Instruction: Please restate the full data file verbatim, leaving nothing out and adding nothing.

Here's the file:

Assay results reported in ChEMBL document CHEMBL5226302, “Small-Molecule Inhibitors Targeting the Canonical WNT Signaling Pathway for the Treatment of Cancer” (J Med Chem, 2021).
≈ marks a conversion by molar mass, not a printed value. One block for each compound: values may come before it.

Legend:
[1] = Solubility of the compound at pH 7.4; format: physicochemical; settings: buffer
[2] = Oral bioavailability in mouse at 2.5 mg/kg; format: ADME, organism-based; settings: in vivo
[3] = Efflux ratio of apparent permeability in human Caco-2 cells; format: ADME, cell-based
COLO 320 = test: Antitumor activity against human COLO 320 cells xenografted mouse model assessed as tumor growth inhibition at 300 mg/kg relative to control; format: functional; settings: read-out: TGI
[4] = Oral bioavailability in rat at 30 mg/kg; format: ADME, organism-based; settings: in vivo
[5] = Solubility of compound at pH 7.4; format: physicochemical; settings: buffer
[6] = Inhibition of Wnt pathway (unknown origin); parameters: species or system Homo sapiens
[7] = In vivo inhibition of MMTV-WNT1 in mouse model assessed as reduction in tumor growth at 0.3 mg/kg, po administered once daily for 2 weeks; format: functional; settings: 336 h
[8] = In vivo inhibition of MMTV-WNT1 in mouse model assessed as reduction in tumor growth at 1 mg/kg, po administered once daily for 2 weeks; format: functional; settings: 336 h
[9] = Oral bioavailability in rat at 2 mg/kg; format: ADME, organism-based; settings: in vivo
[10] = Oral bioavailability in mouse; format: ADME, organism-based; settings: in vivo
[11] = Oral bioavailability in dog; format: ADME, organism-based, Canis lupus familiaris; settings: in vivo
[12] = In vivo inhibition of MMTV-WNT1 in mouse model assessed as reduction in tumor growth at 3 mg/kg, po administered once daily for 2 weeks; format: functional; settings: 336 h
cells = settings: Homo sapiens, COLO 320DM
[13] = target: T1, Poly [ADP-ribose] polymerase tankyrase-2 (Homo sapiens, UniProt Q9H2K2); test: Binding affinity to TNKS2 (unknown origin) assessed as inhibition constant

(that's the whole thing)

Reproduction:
Assay results reported in ChEMBL document CHEMBL5226302, “Small-Molecule Inhibitors Targeting the Canonical WNT Signaling Pathway for the Treatment of Cancer” (J Med Chem, 2021).
≈ marks a conversion by molar mass, not a printed value. One block for each compound: values may come before it.

Legend:
[1] = Solubility of the compound at pH 7.4; format: physicochemical; settings: buffer
[2] = Oral bioavailability in mouse at 2.5 mg/kg; format: ADME, organism-based; settings: in vivo
[3] = Efflux ratio of apparent permeability in human Caco-2 cells; format: ADME, cell-based
COLO 320 = test: Antitumor activity against human COLO 320 cells xenografted mouse model assessed as tumor growth inhibition at 300 mg/kg relative to control; format: functional; settings: read-out: TGI
[4] = Oral bioavailability in rat at 30 mg/kg; format: ADME, organism-based; settings: in vivo
[5] = Solubility of compound at pH 7.4; format: physicochemical; settings: buffer
[6] = Inhibition of Wnt pathway (unknown origin); parameters: species or system Homo sapiens
[7] = In vivo inhibition of MMTV-WNT1 in mouse model assessed as reduction in tumor growth at 0.3 mg/kg, po administered once daily for 2 weeks; format: functional; settings: 336 h
[8] = In vivo inhibition of MMTV-WNT1 in mouse model assessed as reduction in tumor growth at 1 mg/kg, po administered once daily for 2 weeks; format: functional; settings: 336 h
[9] = Oral bioavailability in rat at 2 mg/kg; format: ADME, organism-based; settings: in vivo
[10] = Oral bioavailability in mouse; format: ADME, organism-based; settings: in vivo
[11] = Oral bioavailability in dog; format: ADME, organism-based, Canis lupus familiaris; settings: in vivo
[12] = In vivo inhibition of MMTV-WNT1 in mouse model assessed as reduction in tumor growth at 3 mg/kg, po administered once daily for 2 weeks; format: functional; settings: 336 h
cells = settings: Homo sapiens, COLO 320DM
[13] = target: T1, Poly [ADP-ribose] polymerase tankyrase-2 (Homo sapiens, UniProt Q9H2K2); test: Binding affinity to TNKS2 (unknown origin) assessed as inhibition constant